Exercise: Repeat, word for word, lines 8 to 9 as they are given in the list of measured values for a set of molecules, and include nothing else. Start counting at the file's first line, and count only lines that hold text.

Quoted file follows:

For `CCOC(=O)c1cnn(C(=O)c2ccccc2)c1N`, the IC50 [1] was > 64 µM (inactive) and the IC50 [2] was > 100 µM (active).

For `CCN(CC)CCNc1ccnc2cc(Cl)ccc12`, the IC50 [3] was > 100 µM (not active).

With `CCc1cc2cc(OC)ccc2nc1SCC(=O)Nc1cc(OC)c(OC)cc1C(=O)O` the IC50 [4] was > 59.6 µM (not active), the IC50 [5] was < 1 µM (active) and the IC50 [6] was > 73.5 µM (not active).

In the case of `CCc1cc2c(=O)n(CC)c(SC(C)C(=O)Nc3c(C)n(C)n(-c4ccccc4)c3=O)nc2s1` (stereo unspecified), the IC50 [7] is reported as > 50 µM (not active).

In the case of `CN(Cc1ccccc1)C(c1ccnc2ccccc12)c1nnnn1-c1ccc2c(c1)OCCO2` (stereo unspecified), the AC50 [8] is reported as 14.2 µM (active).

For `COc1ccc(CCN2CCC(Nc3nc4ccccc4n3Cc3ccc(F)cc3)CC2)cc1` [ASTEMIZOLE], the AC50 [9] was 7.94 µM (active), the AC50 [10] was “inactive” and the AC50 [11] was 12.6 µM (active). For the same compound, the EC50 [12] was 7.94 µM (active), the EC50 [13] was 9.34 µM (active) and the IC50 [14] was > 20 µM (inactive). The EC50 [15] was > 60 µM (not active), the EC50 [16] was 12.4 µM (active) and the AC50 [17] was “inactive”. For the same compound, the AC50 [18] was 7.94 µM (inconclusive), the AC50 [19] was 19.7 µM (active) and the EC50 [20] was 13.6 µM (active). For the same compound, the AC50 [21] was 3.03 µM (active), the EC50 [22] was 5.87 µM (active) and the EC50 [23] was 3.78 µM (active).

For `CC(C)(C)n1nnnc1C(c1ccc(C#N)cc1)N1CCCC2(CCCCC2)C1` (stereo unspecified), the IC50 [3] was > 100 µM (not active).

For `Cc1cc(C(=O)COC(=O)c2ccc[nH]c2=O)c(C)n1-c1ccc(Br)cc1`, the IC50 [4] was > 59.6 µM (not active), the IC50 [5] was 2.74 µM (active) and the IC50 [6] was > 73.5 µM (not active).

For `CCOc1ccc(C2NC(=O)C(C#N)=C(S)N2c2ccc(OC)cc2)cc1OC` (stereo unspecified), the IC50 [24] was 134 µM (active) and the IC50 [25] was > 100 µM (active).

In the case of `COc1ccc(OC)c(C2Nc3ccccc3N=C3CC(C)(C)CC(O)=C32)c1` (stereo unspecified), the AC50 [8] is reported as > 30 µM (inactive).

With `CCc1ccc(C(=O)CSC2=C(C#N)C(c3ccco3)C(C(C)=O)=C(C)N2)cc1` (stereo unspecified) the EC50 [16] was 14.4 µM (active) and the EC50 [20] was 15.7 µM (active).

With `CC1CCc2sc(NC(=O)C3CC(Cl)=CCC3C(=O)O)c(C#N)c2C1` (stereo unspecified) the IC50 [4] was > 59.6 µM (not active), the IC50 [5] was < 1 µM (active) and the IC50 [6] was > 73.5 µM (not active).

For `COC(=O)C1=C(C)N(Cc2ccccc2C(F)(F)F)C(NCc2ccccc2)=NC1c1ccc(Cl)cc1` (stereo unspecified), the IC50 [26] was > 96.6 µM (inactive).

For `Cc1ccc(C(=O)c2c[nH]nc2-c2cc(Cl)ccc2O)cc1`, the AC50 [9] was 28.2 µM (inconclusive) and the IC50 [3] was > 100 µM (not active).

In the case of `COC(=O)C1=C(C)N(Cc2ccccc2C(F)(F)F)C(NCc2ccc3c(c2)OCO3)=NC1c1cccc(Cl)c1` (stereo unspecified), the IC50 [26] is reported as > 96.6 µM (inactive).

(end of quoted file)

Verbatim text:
For `Cc1cc(C(=O)COC(=O)c2ccc[nH]c2=O)c(C)n1-c1ccc(Br)cc1`, the IC50 [4] was > 59.6 µM (not active), the IC50 [5] was 2.74 µM (active) and the IC50 [6] was > 73.5 µM (not active).

For `CCOc1ccc(C2NC(=O)C(C#N)=C(S)N2c2ccc(OC)cc2)cc1OC` (stereo unspecified), the IC50 [24] was 134 µM (active) and the IC50 [25] was > 100 µM (active).